occurs when the middle of the toe points upwards abnormally. This most often occurs in the second toe, and is often the
result of a big toe bunion pushing on the second toe. A painful callous often forms on top of the first joint in the toe. Treatment of a hammer toe may consist of simple padding of the callous on top
of the toe, as well as buying appropriate footwear. The best shoes for patients with a hammer toe will have a wide toebox, no pressure on the end of the toe, and will not press on a bunion (which may
cause worsening of the hammer toe).
Essentially, hammertoes are caused by an abnormal interworking of the bones, muscles, ligaments and tendons that comprise your feet. When muscles fail to work in a balanced manner, the toe joints can
bend to form the hammertoe shape. If they remain in this position for an extended period, the muscles and tendons supporting them tighten and remain in that position. A common factor in development
of hammertoe is wearing shoes that squeeze the toes or high heels that jam the toes into the front of the shoe. Most likely due to these factors, hammertoe occurs much more frequently in women than
Common symptoms of hammertoes include pain or irritation of the affected toe when wearing shoes. corns and calluses (a buildup of skin) on the toe, between two toes, or on the ball of the foot. Corns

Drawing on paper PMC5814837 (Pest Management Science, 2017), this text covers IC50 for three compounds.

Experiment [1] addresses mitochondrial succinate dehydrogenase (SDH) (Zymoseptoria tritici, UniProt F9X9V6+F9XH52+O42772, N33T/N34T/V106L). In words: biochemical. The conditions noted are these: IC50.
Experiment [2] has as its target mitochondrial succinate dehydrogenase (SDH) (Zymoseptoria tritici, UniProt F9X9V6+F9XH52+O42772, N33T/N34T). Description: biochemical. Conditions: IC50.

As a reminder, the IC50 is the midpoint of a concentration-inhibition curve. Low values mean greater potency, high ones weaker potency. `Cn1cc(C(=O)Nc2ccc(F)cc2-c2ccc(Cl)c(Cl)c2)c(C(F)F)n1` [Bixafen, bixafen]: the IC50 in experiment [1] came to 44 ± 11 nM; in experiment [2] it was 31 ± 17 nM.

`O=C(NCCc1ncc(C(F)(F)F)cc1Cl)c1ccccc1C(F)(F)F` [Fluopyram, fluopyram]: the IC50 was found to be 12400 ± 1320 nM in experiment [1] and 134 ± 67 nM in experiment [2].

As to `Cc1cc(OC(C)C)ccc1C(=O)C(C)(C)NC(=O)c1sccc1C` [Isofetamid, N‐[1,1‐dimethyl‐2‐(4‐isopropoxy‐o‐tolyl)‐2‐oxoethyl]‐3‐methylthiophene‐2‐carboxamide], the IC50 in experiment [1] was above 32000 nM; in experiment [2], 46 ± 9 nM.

are caused by constant friction against the shoe. They may be soft or hard, depending upon their location. Inflammation, redness, or a burning sensation. Contracture of the toe. In more severe cases
of hammertoe, open sores may form.
The earlier a hammertoe is diagnosed, the better the prognosis and treatment options. Your doctor will be able to diagnose your hammertoe with a simple examination of the foot and your footwear. He
or she may take an x-ray to check the severity of the condition. You may also be asked about your symptoms, your normal daily activities, and your medical and family history.
Non Surgical Treatment
If your hammertoe problem is diagnosed as flexible hammertoe, there are a number of nonsurgical treatments that may be able to straighten out your toe or toes and return them to their proper
alignment. Padding and Taping. Your physician may pad the boney top-part of your hammertoe as a means of relieving pain, and may tape your toes as a way to change their position, correct the muscle
imbalance and relieve the pressure that led to the hammertoe's development. Medication. Anti-inflammatory drugs such as aspirin and ibuprofen can help deal with inflammation, swelling and pain caused
by your hammertoe. Cortisone injections may be hammertoes
prescribed for the same
purpose. If your hammertoe is a consequence of arthritis, your physician may prescribe medications for that.
In advanced cases in which the toe has become stiff and permanently bent, the toe can be straightened with surgery. One type of surgery involves removing a small section of the toe bone to allow the
toe to lie flat. Surgery for hammertoe usually is classified as a cosmetic procedure. Cosmetic foot surgeries sometimes cause complications such as pain or numbness, so it?s better to treat the
problem with a shoe that fits properly.
Custom orthotics paired with a well made shoe can prevent the progression and development of hammertoes. Wearing proper-fitting shoes and custom orthotic devices can provide the support patients need
to address muscle/tendon dysfunction. It can also support end stage diseases that result in hammertoe deformities by re-balancing the foot and ankle and controlling the deforming forces.